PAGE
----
How habits become compulsions? Exploring the neural basis of habit perseveration in Obsessive-Compulsive Disorder.


Study ID: 32570
Short Title: Investigation of neural basis of habit perseveration in OCD
Organisation: Southern Health NHS Foundation Trust
Location: Southern Health NHS Foundation Trust
Condition: Mental Health
Main Specialty: Mental Health
Expected End Date: 30/12/2019
Postcode: SO30 3JB
Contact Name: SHFT Research
Contact Email: research@southernhealth.nhs.uk
Active: Yes

Inclusion Criteria

All participants will be between the age of 18 and 70 years old and meet DSM−V diagnostic criteria for OCD.


For the OCD groups, the inclusion criteria will be a score of 12 or above on the YBOCS scale (obsessive­-compulsive disorder rating scale).

Exclusion Criteria

Control Groups: Exclusion criteria are a significant comorbid axis−1 disorder (e.g. Schizophrenia) as defined by the Diagnostic and Statistical Manual of Mental Disorders (DSM­ V­), any current or previous neurological deficits, history of excessive drug or alcohol use, any medication affecting central nervous system central nervous system function, and problems with eyesight that are not being corrected by lenses. To avoid misunderstanding of tasks and instructions, non−English speakers will also be excluded. OCD group: Exclusion criteria are, apart from OCD, any other significant comorbid axis−1 disorder as defined by the DSM­ V­ (e.g. Major Depressive Disorder, Schizophrenia), any current or previous neurological deficits, history of excessive drug or alcohol use, and problems with eyesight that are not being corrected by lenses. To avoid misunderstanding of tasks and instructions, non−English speakers will also be excluded.

Study summary:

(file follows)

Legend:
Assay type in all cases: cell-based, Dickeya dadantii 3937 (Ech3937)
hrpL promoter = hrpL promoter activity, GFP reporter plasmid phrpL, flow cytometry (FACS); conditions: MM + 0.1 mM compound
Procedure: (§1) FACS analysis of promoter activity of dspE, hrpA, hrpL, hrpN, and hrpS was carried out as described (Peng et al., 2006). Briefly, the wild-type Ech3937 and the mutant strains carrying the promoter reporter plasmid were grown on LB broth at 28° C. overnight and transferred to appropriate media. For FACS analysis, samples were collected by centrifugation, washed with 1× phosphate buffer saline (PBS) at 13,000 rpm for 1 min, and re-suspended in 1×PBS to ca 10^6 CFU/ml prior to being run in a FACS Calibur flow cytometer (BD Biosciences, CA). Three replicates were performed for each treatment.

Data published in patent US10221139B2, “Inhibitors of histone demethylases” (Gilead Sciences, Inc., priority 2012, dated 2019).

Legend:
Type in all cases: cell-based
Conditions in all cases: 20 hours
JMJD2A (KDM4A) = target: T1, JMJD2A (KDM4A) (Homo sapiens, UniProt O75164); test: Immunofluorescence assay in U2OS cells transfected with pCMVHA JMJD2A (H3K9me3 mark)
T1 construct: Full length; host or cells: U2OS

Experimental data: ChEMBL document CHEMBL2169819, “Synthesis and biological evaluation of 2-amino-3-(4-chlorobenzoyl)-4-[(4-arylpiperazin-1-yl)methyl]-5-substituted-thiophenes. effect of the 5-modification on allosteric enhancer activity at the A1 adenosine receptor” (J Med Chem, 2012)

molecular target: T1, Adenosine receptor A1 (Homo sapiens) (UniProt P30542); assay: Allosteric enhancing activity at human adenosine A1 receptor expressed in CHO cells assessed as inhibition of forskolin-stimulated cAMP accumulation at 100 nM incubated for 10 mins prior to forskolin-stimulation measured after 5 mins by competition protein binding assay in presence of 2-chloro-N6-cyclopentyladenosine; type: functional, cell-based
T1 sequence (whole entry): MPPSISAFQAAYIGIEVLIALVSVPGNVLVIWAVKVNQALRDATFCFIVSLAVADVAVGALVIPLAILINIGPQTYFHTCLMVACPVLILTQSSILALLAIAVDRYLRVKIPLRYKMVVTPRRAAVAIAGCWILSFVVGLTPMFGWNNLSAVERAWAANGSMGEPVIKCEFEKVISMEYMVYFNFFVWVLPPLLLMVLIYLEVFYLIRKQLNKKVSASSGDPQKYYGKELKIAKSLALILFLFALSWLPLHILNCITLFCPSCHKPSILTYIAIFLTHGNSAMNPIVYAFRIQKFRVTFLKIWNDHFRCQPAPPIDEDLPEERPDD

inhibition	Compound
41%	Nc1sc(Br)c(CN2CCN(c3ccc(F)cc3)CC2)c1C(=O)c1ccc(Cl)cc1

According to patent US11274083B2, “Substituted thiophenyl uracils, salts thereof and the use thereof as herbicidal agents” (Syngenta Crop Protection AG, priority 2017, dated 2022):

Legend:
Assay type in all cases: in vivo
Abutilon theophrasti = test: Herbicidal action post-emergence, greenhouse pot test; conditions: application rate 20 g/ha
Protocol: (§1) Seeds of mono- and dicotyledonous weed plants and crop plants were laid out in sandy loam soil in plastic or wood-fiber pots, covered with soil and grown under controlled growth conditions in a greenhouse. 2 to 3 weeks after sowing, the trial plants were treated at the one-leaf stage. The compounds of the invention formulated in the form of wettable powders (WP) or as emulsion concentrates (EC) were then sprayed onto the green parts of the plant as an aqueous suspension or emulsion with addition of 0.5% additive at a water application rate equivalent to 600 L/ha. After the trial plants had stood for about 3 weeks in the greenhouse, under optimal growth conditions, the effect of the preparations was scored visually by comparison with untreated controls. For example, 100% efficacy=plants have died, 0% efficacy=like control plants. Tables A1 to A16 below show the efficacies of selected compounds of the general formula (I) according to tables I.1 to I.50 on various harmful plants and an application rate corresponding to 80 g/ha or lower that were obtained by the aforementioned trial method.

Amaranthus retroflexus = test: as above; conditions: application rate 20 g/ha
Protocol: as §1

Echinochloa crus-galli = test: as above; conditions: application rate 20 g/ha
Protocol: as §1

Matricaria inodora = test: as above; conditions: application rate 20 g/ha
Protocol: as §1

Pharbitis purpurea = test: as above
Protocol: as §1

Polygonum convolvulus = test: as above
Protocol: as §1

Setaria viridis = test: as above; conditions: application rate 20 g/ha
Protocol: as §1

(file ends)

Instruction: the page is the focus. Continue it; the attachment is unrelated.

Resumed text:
Obsessive-compulsive disorder (OCD) is an extremely disabling psychiatric illness, with enormous socio-economic burden. Intrusive thoughts and compulsive stereotyped behaviours are the most prominent symptoms. A novel neurobiological account of OCD (the habit model) has recently emerged, proposing that compulsions might result from a disruption in the balance between two distinct but interactive brain systems: the goal directed system, which supports behaviours that are intentional and sensitive to goal value and the habitual system, which underlies more automatic actions. This imbalance favours the habitual system, hence OCD has been characterised as a disorder of maladaptive habit learning. Although promising, the habit model needs further testing. First, the mechanism by which habits become compulsions have yet to be specified. Second, because of their theoretical need for extended training, habits are difficult to measure directly in OCD. Through exploring the power of smart phones, this research proposal aims to overcome these limitations by creating real habits in the laboratory to directly investigate the neural mechanisms underlying the transition from habits to compulsions. We plan to use functional and resting state magnetic resonance imaging and magnetic resonance spectroscopy to test the hypothesis that the cortico-striatal imbalance underpinning habit-based responding dominance in behavioural performance is driven by a frontal functional and neurochemical dyscontrol. This research is crucial for further understanding of the neural basis of compulsions and for the development of new therapeutical approaches to help patients flexibly adjust their behaviour and thus resist compulsions.


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